Online Safety Tips
If a position or job offer seems to be too good to be true, if you feel uncomfortable with some of the information requested, or something just doesn't seem right – either back off or proceed with extreme caution. Even if the original position description seems valid, if you receive follow-up e-mails, phone calls or job offers that seem unusual, you need to proceed cautiously.
Here are some red flags:
- You are asked to give credit card, bank or PayPal account numbers
- You are asked to send a payment by wire service, transfer, or courier.
- You are offered a large payment or reward in exchange for allowing the use of your bank account - often for depositing checks or transferring money.
- You receive an unexpectedly large check.
- You are asked for personal information such as your Social Security Number.
- You are requested to send a photo copy of your ID, i.e., driver's license to "verify identity".
- The job posting doesn't mention the responsibilities of the job; rather it focuses on the amount of money you will make.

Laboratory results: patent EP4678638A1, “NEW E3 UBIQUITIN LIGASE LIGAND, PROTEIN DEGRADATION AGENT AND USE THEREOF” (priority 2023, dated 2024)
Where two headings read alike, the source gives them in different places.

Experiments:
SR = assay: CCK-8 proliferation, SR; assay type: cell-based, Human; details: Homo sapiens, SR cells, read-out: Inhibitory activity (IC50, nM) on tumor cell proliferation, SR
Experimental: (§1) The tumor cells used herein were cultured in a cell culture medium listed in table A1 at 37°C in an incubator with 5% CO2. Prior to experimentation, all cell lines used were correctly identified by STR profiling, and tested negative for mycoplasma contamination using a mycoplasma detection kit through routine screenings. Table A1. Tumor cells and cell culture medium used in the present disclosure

- Be wary of postings for Mystery Shoppers, work at home, or virtual Administrative Assistants or Bookkeepers.
- If you are an entry-level candidate with little experience, be wary of an offer with a salary that is way out of range.
- Are there multiple misspellings in the job notice?
- If the position listing does it include travel expenses? Has up front program fees?
- Verify that a URL listed in the ad goes to the internet domain of the company that listed it. For example, if the ad lists "www.ucsc.edu/hr" but when you click on it, goes to "www.ucss.edu", it could be a scam.
- The position initially seems to be a traditional job, but upon further research or contact, is actually an independent contractor or f
- In addition, you may receive a job offer in response to your application to a legitimate-appearing job description that is actually just a marketing e-mail to sell you job search "help." Some other tips:
If you encounter suspicious postings in SlugQuest:
- Please report your experience to UCSC Career Center at email@example.com or 831.459.4767 and to The Internet Crime Complaint Center
- End all communication with the employer, and if personal information was disclosed, monitor your accounts over the next few days, to be on the safe side.
- Contact the police and report the fraud or scam.
- If you have sent money to a fraud employer, contact your bank or credit card company immediately to close your account and dispute the charges.
- If the incident occurred entirely over the internet, file an incident report with the FCC at 1-877-FTC-HELP (1-877-382-4357) or at http://www.cybercrime.gov